October 16, 2021
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Your rightful wealth

To: either/view subscribers


Right to Inheritance

Good morning. Losing a loved one isn’t an easy experience to get through. Add to it the legalities involved, and there’s enough stress to go around. But one thing is certain – knowing where your rights lie in such circumstances can give you a sharper perspective on how to address any problems that might arise.

We come across countless domestic disputes on inheritance, from disagreement over property share to offloading of responsibility (nobody wants to pay off accumulated debt). The legal procedures that help resolve these problems are painstakingly long, so to moderate this process the government of India has in place the Law of Inheritance. How does this law work?

When an individual dies, their property, rights, titles, debts, and obligations are passed on to their legal heir in one of two ways:

  1. Through a will that the deceased person may have prepared beforehand – Those mentioned in the will receive their assigned share.
  2. Through the laws of succession – In an event where a person dies Intestate i.e without preparing a will, the property is transferred to the legal heirs by applicable laws of intestate succession.

When a will is in place, complications can be avoided and the distribution of the inheritances is done in accordance with the will. But for inheritance through succession, there are certain rules that decide what and how much of the person’s possessions you inherit. 

In accordance with the secular spread of our country, there are different legal heirs listed by the Hindu Succession Act (2005) which is also applicable to Sikhs, Jains, and Buddhists, the Muslim Personal Law (Shariat) Application Act (1937), and distinct sections of the Indian Succession Act (1925) which apply to Christians and Parsis. Under the Special marriage Act (1954), the laws of succession also apply to those in interfaith marriages.

Based on your relation with the deceased, your inheritance rights vary. 

  • Rights of Children – Both a son and daughter (married or unmarried) have equal rights of inheritance of their father’s or grandfather’s property. Gender does not determine your right to inherit ancestral property. If a father has a separate or self-acquired property, both son and daughter are considered as legal heirs and can inherit it through succession. Illegitimate children are not eligible for inheritance whereas a child conceived but not yet born is considered a legal heir under the condition that the child is born alive.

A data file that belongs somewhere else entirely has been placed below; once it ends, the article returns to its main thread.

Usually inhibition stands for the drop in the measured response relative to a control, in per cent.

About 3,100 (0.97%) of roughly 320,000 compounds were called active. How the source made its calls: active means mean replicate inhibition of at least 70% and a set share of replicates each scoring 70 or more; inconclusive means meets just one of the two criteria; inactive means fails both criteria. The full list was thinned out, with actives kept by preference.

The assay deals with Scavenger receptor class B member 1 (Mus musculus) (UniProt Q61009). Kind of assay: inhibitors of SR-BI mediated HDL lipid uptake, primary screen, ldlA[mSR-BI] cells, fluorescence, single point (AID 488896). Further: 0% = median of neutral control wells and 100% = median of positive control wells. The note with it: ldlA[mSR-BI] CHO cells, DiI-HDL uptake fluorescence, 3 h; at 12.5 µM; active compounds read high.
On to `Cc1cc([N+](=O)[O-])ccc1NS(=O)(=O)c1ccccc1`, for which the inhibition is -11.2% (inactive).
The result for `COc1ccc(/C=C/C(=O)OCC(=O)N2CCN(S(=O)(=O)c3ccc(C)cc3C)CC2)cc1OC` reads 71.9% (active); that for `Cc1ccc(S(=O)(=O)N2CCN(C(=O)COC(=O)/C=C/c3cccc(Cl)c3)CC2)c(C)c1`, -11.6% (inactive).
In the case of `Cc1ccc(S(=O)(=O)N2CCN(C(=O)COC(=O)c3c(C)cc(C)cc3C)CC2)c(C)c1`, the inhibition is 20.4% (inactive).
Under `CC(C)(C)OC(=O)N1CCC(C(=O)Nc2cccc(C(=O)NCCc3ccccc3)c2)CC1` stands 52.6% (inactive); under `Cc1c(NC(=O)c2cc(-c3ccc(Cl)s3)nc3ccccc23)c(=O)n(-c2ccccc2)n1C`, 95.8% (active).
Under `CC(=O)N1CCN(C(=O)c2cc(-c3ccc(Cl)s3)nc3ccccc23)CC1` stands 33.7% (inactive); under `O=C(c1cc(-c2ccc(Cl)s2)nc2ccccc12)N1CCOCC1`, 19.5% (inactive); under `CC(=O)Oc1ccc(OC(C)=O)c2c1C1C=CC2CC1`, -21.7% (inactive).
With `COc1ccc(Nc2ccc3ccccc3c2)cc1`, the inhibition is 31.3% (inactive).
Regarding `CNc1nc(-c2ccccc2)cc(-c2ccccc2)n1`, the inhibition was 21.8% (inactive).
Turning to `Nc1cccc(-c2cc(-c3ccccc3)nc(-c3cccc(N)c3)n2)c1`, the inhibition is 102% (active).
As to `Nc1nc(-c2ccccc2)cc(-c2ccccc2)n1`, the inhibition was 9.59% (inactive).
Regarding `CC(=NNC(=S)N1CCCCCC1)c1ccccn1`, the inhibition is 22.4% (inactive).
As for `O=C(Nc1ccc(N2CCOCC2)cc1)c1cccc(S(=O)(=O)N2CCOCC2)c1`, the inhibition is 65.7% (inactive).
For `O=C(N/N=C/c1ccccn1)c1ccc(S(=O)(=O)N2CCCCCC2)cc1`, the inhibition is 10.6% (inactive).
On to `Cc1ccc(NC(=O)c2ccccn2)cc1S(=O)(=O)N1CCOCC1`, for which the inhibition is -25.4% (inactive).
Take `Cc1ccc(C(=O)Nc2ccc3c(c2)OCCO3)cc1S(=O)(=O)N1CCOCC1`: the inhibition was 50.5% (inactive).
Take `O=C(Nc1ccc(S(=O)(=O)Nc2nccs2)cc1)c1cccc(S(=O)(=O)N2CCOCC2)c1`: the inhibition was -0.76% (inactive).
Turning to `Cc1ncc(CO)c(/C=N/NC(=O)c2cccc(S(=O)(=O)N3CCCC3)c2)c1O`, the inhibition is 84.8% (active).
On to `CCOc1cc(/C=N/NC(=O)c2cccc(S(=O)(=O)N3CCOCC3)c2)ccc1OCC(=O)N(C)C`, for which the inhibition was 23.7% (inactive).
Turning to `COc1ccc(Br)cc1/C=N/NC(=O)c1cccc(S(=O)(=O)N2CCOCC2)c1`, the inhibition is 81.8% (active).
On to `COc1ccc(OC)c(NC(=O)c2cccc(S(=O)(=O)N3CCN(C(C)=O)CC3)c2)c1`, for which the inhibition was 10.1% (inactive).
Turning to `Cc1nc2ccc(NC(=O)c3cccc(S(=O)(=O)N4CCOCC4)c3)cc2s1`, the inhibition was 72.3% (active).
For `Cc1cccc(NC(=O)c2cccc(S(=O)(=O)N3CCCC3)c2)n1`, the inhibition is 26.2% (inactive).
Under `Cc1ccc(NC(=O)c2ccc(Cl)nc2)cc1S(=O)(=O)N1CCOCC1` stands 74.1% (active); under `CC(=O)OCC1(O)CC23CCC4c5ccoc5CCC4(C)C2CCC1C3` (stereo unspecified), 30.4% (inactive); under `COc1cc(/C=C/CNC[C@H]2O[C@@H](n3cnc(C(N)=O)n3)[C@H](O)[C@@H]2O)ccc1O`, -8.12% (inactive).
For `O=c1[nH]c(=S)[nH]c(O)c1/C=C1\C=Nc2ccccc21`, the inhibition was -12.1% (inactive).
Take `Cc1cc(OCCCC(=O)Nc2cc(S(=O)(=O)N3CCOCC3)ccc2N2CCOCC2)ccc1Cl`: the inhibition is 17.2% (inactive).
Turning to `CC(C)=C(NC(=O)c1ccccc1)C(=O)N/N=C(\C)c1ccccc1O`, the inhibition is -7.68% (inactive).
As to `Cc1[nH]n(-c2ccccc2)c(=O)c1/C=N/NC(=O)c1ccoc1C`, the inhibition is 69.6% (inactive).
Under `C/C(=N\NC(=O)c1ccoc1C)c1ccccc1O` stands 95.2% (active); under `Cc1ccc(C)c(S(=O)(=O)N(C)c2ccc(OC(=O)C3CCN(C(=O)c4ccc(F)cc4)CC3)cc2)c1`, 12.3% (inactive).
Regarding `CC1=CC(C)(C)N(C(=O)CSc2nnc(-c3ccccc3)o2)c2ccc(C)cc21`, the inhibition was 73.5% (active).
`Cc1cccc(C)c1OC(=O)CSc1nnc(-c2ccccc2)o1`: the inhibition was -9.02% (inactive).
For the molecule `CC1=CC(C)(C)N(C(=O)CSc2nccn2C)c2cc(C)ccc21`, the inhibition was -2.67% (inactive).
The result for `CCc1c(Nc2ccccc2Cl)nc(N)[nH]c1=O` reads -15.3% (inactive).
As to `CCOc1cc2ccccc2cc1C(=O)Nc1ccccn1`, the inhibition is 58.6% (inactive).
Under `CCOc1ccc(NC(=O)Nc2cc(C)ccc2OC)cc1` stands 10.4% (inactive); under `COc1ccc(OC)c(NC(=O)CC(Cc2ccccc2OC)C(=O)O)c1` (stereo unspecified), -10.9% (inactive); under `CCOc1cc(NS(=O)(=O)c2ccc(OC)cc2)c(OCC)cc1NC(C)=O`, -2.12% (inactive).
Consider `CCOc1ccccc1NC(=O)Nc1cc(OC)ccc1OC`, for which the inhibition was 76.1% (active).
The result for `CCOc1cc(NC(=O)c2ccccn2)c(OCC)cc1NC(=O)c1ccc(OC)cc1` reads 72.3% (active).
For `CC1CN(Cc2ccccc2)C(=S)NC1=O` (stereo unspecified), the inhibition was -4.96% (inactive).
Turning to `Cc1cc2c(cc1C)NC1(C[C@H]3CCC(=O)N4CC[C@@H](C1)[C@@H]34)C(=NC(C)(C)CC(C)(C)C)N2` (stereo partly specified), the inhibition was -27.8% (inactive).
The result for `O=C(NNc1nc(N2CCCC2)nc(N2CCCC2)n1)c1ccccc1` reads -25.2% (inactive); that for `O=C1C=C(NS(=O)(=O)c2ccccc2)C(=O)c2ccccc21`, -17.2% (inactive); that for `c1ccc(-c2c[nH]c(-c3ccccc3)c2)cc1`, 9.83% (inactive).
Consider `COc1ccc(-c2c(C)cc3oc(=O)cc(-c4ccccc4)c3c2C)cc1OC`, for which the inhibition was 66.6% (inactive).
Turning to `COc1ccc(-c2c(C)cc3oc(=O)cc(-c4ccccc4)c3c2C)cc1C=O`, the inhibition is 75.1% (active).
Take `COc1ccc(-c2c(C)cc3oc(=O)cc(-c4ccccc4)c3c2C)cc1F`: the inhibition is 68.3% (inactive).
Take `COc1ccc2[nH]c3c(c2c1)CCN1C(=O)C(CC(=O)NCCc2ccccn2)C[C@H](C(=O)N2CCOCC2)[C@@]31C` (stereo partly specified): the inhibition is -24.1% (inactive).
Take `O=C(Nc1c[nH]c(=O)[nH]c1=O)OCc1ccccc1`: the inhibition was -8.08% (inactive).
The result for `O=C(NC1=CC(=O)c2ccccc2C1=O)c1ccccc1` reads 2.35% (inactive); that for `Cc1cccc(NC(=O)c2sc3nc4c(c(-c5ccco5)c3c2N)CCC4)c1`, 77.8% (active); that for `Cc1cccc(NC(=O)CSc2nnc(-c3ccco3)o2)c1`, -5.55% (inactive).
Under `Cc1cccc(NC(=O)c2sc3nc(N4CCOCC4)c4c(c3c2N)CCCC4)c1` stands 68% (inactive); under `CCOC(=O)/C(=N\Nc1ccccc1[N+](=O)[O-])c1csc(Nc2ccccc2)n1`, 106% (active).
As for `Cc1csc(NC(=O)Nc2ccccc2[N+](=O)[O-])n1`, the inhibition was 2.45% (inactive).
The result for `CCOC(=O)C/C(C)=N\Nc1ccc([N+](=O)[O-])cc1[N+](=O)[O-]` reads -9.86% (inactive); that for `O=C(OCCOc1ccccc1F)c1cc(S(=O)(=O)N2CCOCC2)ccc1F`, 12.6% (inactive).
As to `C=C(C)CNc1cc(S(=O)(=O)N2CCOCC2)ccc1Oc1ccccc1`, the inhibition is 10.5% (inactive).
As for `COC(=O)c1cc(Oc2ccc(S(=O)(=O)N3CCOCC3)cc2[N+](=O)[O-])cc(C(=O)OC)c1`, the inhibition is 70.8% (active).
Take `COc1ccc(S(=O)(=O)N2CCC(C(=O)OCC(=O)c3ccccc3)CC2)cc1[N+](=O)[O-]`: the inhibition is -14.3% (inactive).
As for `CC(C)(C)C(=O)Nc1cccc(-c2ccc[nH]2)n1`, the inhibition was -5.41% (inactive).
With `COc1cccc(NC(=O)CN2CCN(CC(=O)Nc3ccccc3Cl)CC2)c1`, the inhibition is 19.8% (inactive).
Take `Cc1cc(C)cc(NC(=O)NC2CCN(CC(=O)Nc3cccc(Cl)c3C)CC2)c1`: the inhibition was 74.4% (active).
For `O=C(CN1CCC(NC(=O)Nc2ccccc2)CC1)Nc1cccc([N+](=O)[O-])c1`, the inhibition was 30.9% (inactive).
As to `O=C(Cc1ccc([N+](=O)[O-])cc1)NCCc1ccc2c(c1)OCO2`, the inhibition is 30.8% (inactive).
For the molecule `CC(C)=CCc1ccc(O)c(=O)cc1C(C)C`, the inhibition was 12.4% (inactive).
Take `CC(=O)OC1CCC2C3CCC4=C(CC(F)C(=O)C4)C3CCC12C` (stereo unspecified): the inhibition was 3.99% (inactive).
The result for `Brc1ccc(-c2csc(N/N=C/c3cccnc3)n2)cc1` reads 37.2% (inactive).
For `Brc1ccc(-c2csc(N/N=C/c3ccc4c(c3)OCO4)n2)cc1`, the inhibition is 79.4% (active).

• Rights of Grandchildren – Grandsons and granddaughters, along with the father, get an equal share of ancestral property. In the case of separate or self-acquired property, the grandson gets inheritance rights only if his father has died before his grandfather.
  • Rights of Spouse – Unlike children, wives do not have a right to their husband’s ancestral property. However, a wife is a legal heir to a separate or self-acquired property in her husband’s name. In the event of the wife’s death, there are inheritance laws that decide who can inherit the woman’s property. In Hindu Law, the first preference for inheritance is given to her son and/or daughter, children of a predeceased son or daughter, and the husband. Muslim Laws categorise the inheritors as sharer and residuary with the former getting first preference. For other religious communities, inheritance is governed by the Indian Succession Act (1925). 
  • Rights of Adopted Child – If a child has acquired a property in their name before adoption, they have complete rights over it for their entire lifetime. However, once the child has been adopted, the property that is in the family will be inherited, in preference, by the biological family. The adopted child will have no right of inheritance over such property. 
  • Children born in a live-in relationship – Children born in a live-in relationship are recognised as legal heirs and have equal rights in inheriting the property as per the relevant law.

The inheritance laws in India are highly specific in that there are different classes of heirs which again are individually drafted by each religious law of inheritance and determine one’s position in the long list of inheritors along with the share one is eligible to receive.

It’s important to remember that being listed as an heir does not complete the inheritance process for you. You also need to register for a mutation (transfer of ownership title) so that the property is then listed in your name. Once you’re a legal heir of a property, you are free to reside in it, lend it, or sell it.